Pirates beneficiaries from error of Astros' ways

Snider scores after collision in short right field; Bucs win fourth straight

Pirates beneficiaries from error of Astros' ways

PITTSBURGH -- The Pirates and Astros spent most of Friday night walking -- well, playing baseball -- in each other's shoes. By the action on the PNC Park field, neither was performing in character.

After all the stars had aligned in the proper order and the Pirates wound up winning in the most unlikely fashion -- a dropped popup with two outs and the bases loaded in the ninth inning for a 5-4 triumph -- their manager was asked whether the Astros' inexperience had contributed to the debacle.

"I don't know about that," said Clint Hurdle, enumerating what his own guys had done in that ninth inning. "We had three check swings, a tapper to the mound, a called third strike and a popup to right field ... so what does that say about our experience? This game is crazy sometimes. There's not an answer for everything."

There's crazy -- and there's that ninth inning, and an ultimate play that doesn't happen often. Except that, it happened to the Astros for the second time in four innings.

Russell Martin had lifted a full-count pitch to medium right-center with the score tied at 4, the bases loaded and two outs. With second baseman Jake Elmore backtracking for the ball, right fielder Jimmy Parades barreled into him as the ball dropped safely and the winning run crossed the plate.

It punctuated a fantastic, memorable evening in the City of Champions, as only minutes earlier, a PNC Park crowd of 29,743 had roared for the Penguins' 4-3 victory over Ottawa in the NHL Playoffs.

Speaking of the roar of the crowd ...

"I think the crowd had as much to do with that as anything we did all night," Hurdle said of the fan enthusiasm on a warm Western Pennsylvania evening. "The noise they were making in the ninth inning makes it difficult to hear. If your guys are trying to communicate, they helped us out."

"There's only one person who should be communicating," Astros manager Bo Porter said. "The outfielder is running in and looking at the infielder. The infielder is going to go until he hears somebody call him off."

The winning rally against Edgar Gonzalez, Houston's sixth pitcher, was triggered on an opposite-field single by Starling Marte, who was forced on Travis Snider's grounder before Andrew McCutchen's single and a fielding error by Gonzalez on Brandon Inge's comebacker loaded the bases. Neil Walker's strikeout led to Martin.

"You have to put yourself in a position to win, then take advantage of it," Walker summed up the Pirates' gift.

The decisive play was remarkably similar to the one in the sixth that had awakened the Pirates and started their comeback from a 4-1 deficit to a season-long fourth straight win.

As the Astros' Jordan Lyles held a 4-1 lead over Jeanmar Gomez, that first clang was off the glove of Chris Carter, the first Houston right fielder. McCutchen led off the sixth with a relatively routine fly to medium right on which Carter called off Elmore, but then flubbed catching the ball, which rolled all the way into foul territory as McCutchen motored to third. Garrett Jones' double immediately scored McCutchen and chased Lyles.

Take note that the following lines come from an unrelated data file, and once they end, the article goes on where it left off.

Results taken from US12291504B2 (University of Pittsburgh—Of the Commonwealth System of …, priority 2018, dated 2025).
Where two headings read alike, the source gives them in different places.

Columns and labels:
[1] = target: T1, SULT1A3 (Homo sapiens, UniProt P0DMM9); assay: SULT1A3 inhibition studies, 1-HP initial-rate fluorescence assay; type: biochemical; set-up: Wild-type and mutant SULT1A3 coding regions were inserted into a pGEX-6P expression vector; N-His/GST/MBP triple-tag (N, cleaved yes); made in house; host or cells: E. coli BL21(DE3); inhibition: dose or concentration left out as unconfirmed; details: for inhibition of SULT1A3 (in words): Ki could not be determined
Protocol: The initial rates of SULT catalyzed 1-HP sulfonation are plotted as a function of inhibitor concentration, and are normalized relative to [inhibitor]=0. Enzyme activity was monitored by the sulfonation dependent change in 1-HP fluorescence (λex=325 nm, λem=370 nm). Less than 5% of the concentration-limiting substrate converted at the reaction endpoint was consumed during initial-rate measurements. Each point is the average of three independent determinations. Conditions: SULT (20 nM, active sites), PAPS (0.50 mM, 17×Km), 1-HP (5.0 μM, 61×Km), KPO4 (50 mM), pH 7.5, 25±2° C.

The rest of that inning went nowhere, capped by Houston relievers Travis Blackley and Paul Clemens.

Two innings and two relievers later, the Bucs finished the comeback. Walker led off with a single against lefty Wesley Wright and, an out later, Pedro Alvarez unloaded against Hector Ambriz, one-hopping his seventh homer into the Allegheny River to knot it at 4.

"You know, I'm not gonna take credit if it bounces in. That's cheap," Alvarez grinned. "I'm just glad I hit that ball well. It's nice; every at-bat, you get an opportunity to do something for the team, and that's my mindset when I go through a couple of tough at-bats."

It was a double-milestone shot for Alvarez: The 462-foot drive represented the very first time he had reached the river; and his 57th homer as the Pirates third baseman tied Hall of Famer Pie Traynor for fifth-most in club history at the position.

The Bucs' liveliest weapon was McCutchen, who scored twice while going 3-for-5, with a first-inning solo homer, to lift his average to .276.

McCutchen doubled-down on the Astros, so to speak, now that they are in the American League. That was because he came into this one hitting .448 with 14 RBIs in his last 15 Interleague games, and he hit .381 against the Astros last season, when they weren't even part of that equation.

An overlooked aspect of Gomez's work is how efficient he has been. Because of his track record, the Pirates red-flag him at about 65 pitches. He squeezed five innings out of that conservative limit in his previous two starts, a very economical 13 pitches per inning.

On Friday, Gomez was even more thrifty through four innings -- needing an average of nine pitches to get through them. He did fall behind at the outset as Robbie Grossman -- the Bucs' 2011 Minor League Player of the Year included in last July's deal for Wandy Rodriguez -- led off the game with a double and eventually scored on a sacrifice fly by Jason Castro.

Gomez had retired 11 in a row when he hit a wall he couldn't get over. With one out in the fifth, Matt Dominquez's solo homer snapped the 1-1 tie. Marwin Gonzalez singled, moved up on Lyles' sacrifice bunt and, after Grossman walked on a full-count pitch, scored on a single by Elmore.

Elmore subsequently took off for second, triggering an erratic sequence that resulted in two errors for the Bucs (by the double-play combo of Clint Barmes and Walker) and one unearned run, and a 4-1 lead, for the Astros.

Tom Singer is a reporter for MLB.com and writes an MLBlog Change for a Nickel. He can also be found on Twitter @Tom_Singer. This story was not subject to the approval of Major League Baseball or its clubs.